In 1816, Byron's wife Hannah Isabella Mibanke left him on account of his immorality and he became the object of scandal and condemnation. He exiled himself for ever from England. During his journey he wrote The Prisoner of Chilian and published the third canto of Childe Harold in 1816. The Lament of Tasso was published in 1817, the fourth canto of Childe Harold in 1818, and the first fifteen cantos of Don Juan were written during the next two years. Manfred, Sardanapolus, Cain and the Two Foscari - all dramas were written in Italy. He, however, found his true bent in the poetry, now lyrical or passionate, now careless or satirical, of his Don Juan (1819-1824). He met a premature and glorious death from illness at Missolonghi where he had gone to fight for the independence of Greece.

      As a poet Byron's position is a peculiar one. It has been said of him that he is a romantic poet only on the other fringe of his consciousness. He was deeply influenced by the ancients and still more by Pope and his school. Matthew Arnold says of him: "His instincts are fundamentally classical in form without an adequate precision and sacrifices nothing to suggestion." He affected to disdain the stylistic innovations of the lake poets and to admire Pope and the English classical school. He used satire and wit. His Don Juan was written in the eight-line stanza (Ottava rima) of the Italian mock-heroic poets. At a time when wit was divorced from poetry, he gave a rich feast of witty sallies, puns and jokes in his poetry.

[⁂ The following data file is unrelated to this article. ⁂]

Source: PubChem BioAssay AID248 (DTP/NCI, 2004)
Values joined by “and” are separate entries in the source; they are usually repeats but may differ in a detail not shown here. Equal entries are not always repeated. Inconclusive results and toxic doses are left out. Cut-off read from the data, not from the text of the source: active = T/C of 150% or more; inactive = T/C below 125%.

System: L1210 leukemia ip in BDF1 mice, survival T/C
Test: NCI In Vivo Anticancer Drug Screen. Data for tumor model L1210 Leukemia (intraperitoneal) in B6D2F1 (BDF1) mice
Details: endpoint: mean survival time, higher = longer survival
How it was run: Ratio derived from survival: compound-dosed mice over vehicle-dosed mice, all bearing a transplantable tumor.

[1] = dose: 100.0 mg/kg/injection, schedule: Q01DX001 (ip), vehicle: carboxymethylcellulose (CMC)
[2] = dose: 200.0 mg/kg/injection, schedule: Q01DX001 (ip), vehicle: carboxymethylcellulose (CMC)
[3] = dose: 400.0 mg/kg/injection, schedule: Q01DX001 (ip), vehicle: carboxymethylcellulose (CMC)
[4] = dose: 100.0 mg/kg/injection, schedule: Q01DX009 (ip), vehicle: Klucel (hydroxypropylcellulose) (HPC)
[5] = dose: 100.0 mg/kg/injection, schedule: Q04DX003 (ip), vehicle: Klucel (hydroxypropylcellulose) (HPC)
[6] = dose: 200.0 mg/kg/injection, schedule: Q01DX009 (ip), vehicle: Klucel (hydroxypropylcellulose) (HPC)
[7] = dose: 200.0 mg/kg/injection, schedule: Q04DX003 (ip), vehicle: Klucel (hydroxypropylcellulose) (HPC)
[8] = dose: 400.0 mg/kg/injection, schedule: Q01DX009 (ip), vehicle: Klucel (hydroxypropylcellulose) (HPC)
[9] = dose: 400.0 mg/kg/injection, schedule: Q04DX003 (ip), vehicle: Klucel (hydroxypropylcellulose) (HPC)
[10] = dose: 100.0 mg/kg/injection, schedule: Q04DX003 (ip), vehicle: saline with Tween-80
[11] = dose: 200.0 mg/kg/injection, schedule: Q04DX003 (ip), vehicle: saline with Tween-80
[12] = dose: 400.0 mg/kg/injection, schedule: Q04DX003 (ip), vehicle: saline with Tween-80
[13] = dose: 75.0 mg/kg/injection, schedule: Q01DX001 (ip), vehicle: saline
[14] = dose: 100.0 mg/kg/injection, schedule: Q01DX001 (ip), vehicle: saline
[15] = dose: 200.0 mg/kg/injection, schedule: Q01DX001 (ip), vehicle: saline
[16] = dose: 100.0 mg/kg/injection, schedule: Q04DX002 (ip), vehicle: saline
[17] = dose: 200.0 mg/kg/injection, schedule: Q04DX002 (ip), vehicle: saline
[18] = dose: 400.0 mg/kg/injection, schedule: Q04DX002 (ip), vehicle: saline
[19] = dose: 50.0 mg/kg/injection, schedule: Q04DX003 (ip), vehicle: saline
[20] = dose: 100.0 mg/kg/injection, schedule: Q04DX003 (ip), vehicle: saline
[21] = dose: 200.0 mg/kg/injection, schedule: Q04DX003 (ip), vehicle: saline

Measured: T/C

Yet a powerful romanticism is the core of Byron's poetry. In the words of Prof. Cazamian, "his passion for freedom, his vanity and egoism, his love of nature, his fierce indignation at and discontent with the present mark him as a romanticist". With Childe Harold Byron introduced into English literature the figure of the disillusioned man, the hero satiated with pleasures and debauchery despising mankind and revolting against the laws of the society. All his writings are pervaded by his personality which is a complex one. His life was wayward, passionate, wilful and profligate and embodied the very spirit of romantic rebellion against all conventions of society, religion and poetry. His militant and passionate personality was writ large on all his writings and lent a romantic charm to his works in the eye of all his readers, English and continental. All his heroes are the veiled representations of himself - Cain, Manfred, Childe Harold who were distinguished by pride and scorn, but they always kept a tender place in their hearts for some woman, who was gentle, loving and impassioned. It is because of these essential romantic characteristics of revolt, passion and ego-centric consciousness which distinguish Byron's poetry that he has been incontestably the most popular of the English romantic poets in Europe and his influence, particularly in France was immense. He, however, wrote some poems of love and liberty which are characterised by classical poise and balance. His All for Love and On the Castle of Chillon combine romantic passion for love and liberty with the classical restraint of expressions.

Lord Byron Poetical Works: